Student-run non-profit Campus Nutrition’s website launched on August 24 to provide information to UBC students about the over 100 food vendors on campus.
Founded by recent UBC graduates Arman Mojtabavi, Sepehr Kamal and Kasra Kamal in 2019, Campus Nutrition was developed by a team of student volunteers in order to help members of the UBC community navigate the diversity of food options on campus.
“There’s lots of small resources available to students and the community … UBC Food Services provides information about food outlets that they run, the AMS does similarly, and then there’s about 70 independent food outlets also on campus,” said Sepehr Kamal, one of the founders. “It’s very scattered, and there’s no complete source of information at the moment.”
The website allows students to use filters such as price, cuisine and location to easily search for specific food vendors.
“We expect our resource to really help the UBC community, the students and staff in UBC, to navigate the large selection of on-campus food vendors, discover new places to eat and ultimately make more informed eating decisions,” said Mojtabavi. “We want to create a sense of community through a shared interest in food.”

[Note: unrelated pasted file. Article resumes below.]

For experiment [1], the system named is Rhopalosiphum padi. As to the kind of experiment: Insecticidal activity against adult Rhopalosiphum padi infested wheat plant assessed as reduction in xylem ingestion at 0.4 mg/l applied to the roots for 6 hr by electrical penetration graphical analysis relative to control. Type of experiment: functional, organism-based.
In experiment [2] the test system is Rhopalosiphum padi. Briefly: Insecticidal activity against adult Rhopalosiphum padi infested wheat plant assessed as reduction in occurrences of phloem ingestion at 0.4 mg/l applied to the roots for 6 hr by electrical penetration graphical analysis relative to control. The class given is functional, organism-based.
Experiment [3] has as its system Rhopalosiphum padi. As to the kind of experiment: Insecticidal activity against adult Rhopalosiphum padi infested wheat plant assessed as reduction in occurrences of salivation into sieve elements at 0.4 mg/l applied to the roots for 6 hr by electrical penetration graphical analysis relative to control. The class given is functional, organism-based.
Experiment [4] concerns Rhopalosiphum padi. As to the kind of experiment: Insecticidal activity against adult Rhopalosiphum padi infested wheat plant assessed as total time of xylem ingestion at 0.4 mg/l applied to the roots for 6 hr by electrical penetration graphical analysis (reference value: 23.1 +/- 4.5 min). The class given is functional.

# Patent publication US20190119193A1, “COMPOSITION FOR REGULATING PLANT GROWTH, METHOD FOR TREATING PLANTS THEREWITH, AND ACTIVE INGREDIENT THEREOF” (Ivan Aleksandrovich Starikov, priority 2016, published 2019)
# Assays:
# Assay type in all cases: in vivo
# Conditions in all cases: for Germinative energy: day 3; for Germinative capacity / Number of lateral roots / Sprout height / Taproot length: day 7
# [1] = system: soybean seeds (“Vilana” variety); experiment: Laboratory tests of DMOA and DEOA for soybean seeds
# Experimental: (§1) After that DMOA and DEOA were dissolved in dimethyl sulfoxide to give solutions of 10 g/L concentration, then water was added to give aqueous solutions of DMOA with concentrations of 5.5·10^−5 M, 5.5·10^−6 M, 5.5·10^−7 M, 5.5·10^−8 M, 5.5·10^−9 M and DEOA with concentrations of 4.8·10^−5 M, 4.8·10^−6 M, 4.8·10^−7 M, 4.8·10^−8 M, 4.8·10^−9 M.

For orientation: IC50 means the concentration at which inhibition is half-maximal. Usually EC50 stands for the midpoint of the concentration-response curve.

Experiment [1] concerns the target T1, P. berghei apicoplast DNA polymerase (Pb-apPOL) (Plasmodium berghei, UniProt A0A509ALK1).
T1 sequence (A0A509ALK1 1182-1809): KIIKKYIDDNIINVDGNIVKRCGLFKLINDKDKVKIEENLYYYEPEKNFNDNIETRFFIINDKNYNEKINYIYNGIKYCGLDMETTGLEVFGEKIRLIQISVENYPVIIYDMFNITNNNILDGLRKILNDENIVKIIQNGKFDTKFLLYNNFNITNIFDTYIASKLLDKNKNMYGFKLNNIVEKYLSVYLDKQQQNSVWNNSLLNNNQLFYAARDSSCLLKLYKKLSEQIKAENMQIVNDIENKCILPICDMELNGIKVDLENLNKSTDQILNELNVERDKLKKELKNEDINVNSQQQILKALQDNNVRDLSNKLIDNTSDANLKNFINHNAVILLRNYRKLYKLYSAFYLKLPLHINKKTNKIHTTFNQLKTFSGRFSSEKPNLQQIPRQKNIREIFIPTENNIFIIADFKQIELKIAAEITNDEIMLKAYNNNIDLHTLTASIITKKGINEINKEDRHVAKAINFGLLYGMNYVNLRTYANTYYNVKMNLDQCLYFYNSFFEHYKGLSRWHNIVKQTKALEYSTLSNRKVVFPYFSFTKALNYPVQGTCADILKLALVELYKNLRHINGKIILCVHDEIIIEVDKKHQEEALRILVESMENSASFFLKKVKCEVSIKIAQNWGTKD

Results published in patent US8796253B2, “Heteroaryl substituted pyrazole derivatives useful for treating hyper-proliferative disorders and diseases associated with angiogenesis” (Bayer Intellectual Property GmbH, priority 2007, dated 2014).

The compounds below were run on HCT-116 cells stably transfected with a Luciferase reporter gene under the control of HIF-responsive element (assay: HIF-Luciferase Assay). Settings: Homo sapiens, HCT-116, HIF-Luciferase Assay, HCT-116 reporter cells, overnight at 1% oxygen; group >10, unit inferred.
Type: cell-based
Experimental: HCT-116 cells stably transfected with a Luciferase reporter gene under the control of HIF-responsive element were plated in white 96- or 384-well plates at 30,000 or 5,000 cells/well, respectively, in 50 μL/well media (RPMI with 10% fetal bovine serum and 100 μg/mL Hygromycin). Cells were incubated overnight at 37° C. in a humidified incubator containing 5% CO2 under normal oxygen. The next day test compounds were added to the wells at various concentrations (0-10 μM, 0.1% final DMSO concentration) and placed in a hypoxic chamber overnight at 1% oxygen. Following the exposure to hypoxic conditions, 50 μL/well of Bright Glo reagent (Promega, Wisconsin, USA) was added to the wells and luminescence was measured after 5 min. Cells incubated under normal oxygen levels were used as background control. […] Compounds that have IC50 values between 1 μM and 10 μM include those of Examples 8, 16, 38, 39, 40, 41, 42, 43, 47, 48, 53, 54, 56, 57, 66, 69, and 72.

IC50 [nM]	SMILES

The founders claim the website will also promote local businesses on campus that have struggled during the COVID-19 pandemic and increase awareness of food and nutrition clubs on campus.
Campus Nutrition has received external support from UBC Food Services and UBC Wellbeing. The initiative has also received the Innovative Project Fund grant from the AMS, as well as two grants from the Science Undergraduate Society.
Now that Campus Nutrition has launched, the team hopes to expand the resource by adding new features such as specific dietary information and a review system for the food vendors on campus.
“We really look at it as an evolving project, and our long-term hope is that … we can take what we built and replicate it at another university campus as well,” said Sepehr.
“The UBC campus is quite unique, most campuses are not massive and don’t have over 100 food vendors like UBC does, but there absolutely is potential for this to be useful at other campuses.”